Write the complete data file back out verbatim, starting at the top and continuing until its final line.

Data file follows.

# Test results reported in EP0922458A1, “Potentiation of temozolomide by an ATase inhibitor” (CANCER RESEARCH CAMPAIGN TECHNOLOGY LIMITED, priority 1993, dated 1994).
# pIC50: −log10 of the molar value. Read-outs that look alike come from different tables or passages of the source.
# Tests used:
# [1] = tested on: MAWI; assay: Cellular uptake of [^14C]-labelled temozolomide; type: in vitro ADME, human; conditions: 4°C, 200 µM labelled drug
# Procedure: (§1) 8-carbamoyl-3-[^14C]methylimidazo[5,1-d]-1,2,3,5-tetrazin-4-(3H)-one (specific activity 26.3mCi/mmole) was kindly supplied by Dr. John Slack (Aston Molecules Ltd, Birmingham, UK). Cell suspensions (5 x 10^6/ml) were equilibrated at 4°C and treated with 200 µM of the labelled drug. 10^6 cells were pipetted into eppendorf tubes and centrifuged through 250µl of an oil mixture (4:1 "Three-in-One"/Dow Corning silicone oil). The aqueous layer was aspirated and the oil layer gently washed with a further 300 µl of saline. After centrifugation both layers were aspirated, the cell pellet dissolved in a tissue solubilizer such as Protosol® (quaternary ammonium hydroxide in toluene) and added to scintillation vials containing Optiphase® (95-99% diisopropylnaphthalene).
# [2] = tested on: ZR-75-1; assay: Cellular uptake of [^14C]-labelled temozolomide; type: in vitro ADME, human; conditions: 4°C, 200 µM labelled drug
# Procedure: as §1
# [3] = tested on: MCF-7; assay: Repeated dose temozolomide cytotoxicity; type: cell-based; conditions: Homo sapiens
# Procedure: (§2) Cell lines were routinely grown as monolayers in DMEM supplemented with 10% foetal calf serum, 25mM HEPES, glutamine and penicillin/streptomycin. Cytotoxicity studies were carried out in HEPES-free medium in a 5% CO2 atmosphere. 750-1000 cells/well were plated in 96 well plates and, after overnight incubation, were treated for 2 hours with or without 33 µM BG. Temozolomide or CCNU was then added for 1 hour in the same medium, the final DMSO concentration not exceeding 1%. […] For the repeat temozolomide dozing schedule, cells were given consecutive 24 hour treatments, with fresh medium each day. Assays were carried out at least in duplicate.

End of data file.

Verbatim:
# Test results reported in EP0922458A1, “Potentiation of temozolomide by an ATase inhibitor” (CANCER RESEARCH CAMPAIGN TECHNOLOGY LIMITED, priority 1993, dated 1994).
# pIC50: −log10 of the molar value. Read-outs that look alike come from different tables or passages of the source.
# Tests used:
# [1] = tested on: MAWI; assay: Cellular uptake of [^14C]-labelled temozolomide; type: in vitro ADME, human; conditions: 4°C, 200 µM labelled drug
# Procedure: (§1) 8-carbamoyl-3-[^14C]methylimidazo[5,1-d]-1,2,3,5-tetrazin-4-(3H)-one (specific activity 26.3mCi/mmole) was kindly supplied by Dr. John Slack (Aston Molecules Ltd, Birmingham, UK). Cell suspensions (5 x 10^6/ml) were equilibrated at 4°C and treated with 200 µM of the labelled drug. 10^6 cells were pipetted into eppendorf tubes and centrifuged through 250µl of an oil mixture (4:1 "Three-in-One"/Dow Corning silicone oil). The aqueous layer was aspirated and the oil layer gently washed with a further 300 µl of saline. After centrifugation both layers were aspirated, the cell pellet dissolved in a tissue solubilizer such as Protosol® (quaternary ammonium hydroxide in toluene) and added to scintillation vials containing Optiphase® (95-99% diisopropylnaphthalene).
# [2] = tested on: ZR-75-1; assay: Cellular uptake of [^14C]-labelled temozolomide; type: in vitro ADME, human; conditions: 4°C, 200 µM labelled drug
# Procedure: as §1
# [3] = tested on: MCF-7; assay: Repeated dose temozolomide cytotoxicity; type: cell-based; conditions: Homo sapiens
# Procedure: (§2) Cell lines were routinely grown as monolayers in DMEM supplemented with 10% foetal calf serum, 25mM HEPES, glutamine and penicillin/streptomycin. Cytotoxicity studies were carried out in HEPES-free medium in a 5% CO2 atmosphere. 750-1000 cells/well were plated in 96 well plates and, after overnight incubation, were treated for 2 hours with or without 33 µM BG. Temozolomide or CCNU was then added for 1 hour in the same medium, the final DMSO concentration not exceeding 1%. […] For the repeat temozolomide dozing schedule, cells were given consecutive 24 hour treatments, with fresh medium each day. Assays were carried out at least in duplicate.